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Patton’s Grandson Making PTSD Documentary

General Patton famously slapped a shell shocked solder and called him a coward. Patton’s grandson is setting the record straight with a movie.

Army Times (AP) (“Patton’s grandson involved in PTSD film project“):

In 1943, an enraged Gen. George S. Patton slapped a battle-fatigued U.S. soldier at a military hospital and accused him of cowardice, an episode that nearly ended Patton’s career. Nearly 70 years later, two filmmakers — one of them Patton’s grandson — are trying to help soldiers cope with what is now called post-traumatic stress disorder by getting them to tell their war stories through a movie.

“Their generation just didn’t understand what this meant,” said Ben Patton, who takes his grandfather’s violent reaction as a sign that he too may have been suffering PTSD. “And that’s my call to action.”

With a growing demand for ways to treat the psychological damage of war, one Army pilot project is encouraging soldiers to take control of their own stories in a filmmaking class titled I Was There Media Workshop.

The Fort Carson program began last year under the auspices of Patton, a New York documentary filmmaker, and Scott Kinnamon, a Denver educational filmmaker. Some 20 veterans of the Iraq and Afghanistan wars so far have attempted to organize their combat experiences in video as a way to fight PTSD.

“You can put everything into a video or a movie, a small movie about what you want to tell people — your story,” said 1st Sgt. Jason Gallegos of Fountain, Colo., who deployed to Iraq three times and has now produced a short film called “From Hero to Zero.”

“If they want to watch it, great. If they don’t, then don’t. But I don’t have to go through the process of the ‘angsting’ up to tell somebody something, just for them to be interested for a minute,” Gallegos said.

Some 2.3 million men and women have served tours of duty in Iraq and Afghanistan in the past decade. The Rand Corp. said as many as 300,000 veterans of those wars may have suffered PTSD or major depression. The Pentagon and the Veterans Affairs Department have been ramping up therapy options for several years now and the effort continues as some troops continue to go undiagnosed or untreated.

Here’s how the original sequence played out in Academy Award winning movie Patton:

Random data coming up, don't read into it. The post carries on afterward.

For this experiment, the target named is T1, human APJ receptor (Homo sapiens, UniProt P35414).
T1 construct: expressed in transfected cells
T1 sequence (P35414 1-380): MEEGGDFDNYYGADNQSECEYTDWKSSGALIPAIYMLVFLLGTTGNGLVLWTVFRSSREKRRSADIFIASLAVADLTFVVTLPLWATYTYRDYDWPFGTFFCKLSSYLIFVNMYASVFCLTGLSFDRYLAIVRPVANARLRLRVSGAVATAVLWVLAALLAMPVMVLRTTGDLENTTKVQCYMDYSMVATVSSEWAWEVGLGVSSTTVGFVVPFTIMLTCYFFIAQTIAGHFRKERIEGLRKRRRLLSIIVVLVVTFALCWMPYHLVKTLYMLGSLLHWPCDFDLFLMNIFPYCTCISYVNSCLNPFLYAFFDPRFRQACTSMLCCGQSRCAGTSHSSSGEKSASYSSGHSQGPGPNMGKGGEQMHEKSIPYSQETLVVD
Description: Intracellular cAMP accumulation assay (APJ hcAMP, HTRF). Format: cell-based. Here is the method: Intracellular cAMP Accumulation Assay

Patton: What’s the matter with you?
Soldier Who Gets Slapped: I… I guess I… I can’t take it sir.
Patton: What did you say?
Soldier Who Gets Slapped: It’s my nerves, sir. I… I… I just can’t stand the shelling anymore.
Patton: Your *nerves*? Well, hell, you’re just a God-damned coward.
[Soldier starts sniveling]
Patton: [Slaps him, once forehanded, then backhanded on the rebound]
Patton: Shut up! I won’t have a yellow bastard sitting here *crying* in front of these brave men who have been wounded in battle!
[Soldier snivels some more, and Patton swings a vicious forehand slap, knocking his helmet away]
Patton: *Shut up!*
[to the doctors]
Patton: Don’t admit this yellow bastard. There’s nothing wrong with him. I won’t have sons-of-bitches who are afraid to fight *stinking up this place of honor!*
[to soldier]
Patton: You’re going back to the front, my friend. You may get shot, and you may get killed, but you’re going up to the fighting. Either that, or I’m going to stand you up in front of a firing squad. I ought to shoot you myself, you god-damned… bastard! Get him out of here!
[pulls his service automatic. At that, the doctors leap forward and hustle the soldier out of the tent. Patton keeps shouting at the soldier's back]
Patton: Take him up to the front! You hear me? You God-damned coward!
[Takes deep breath]
Patton: I won’t have cowards in my army.

While attitudes have come a long way, it’s worth noting that, even in 1943, Patton’s actions were considered scandalous and almost ended his career.

via Erin Simpson

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About James Joyner
James Joyner is the publisher of Outside the Beltway, an associate professor of security studies at the Marine Corps Command and Staff College, and a nonresident senior fellow at the Atlantic Council. He's a former Army officer and Desert Storm vet. He has a PhD in political science from The University of Alabama. Views expressed here are his own. Follow James on Twitter.

Comments

  1. mantis says:

    I know that’s the slapping scene from the movie and all, but there are lots of photos of the real Patton out there to use. For instance, this one.

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  2. James Joyner says:

    @mantis: Sure–but no shots of the incident in question.

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  3. mattb says:

    My Father-In-Law was a infantry man in Patton’s Arm. I can tell you that a lot of the folks on the ground/non-coms really didn’t care for the guy or at least his “damn the torpedoes and keep up with the Tanks” attitude).

    Joe told the story of all of the non-coms being pulled back from the front for an impromptu hillside pep-talk by Patton. At some point in the speech, Patton started talking about how nothing would stop them, and even if they ran out of bullets the needed to keep moving forward. He concluded the thought with “You all have bayonets, use ‘em!”

    Apparently, a good portion of the audience responded to Patton’s charge with a hearty, shouted “Eff you!”

    Joe always said that the worst command ever to get or give was “Affix Bayonets!” because it meant that you were going into close quarter combat and that was no way to kill a man or get killed.

    Then he’d get quiet and when the conversation about the war started again, it was on a different subject. There are some lines of conversation that should not be continued.

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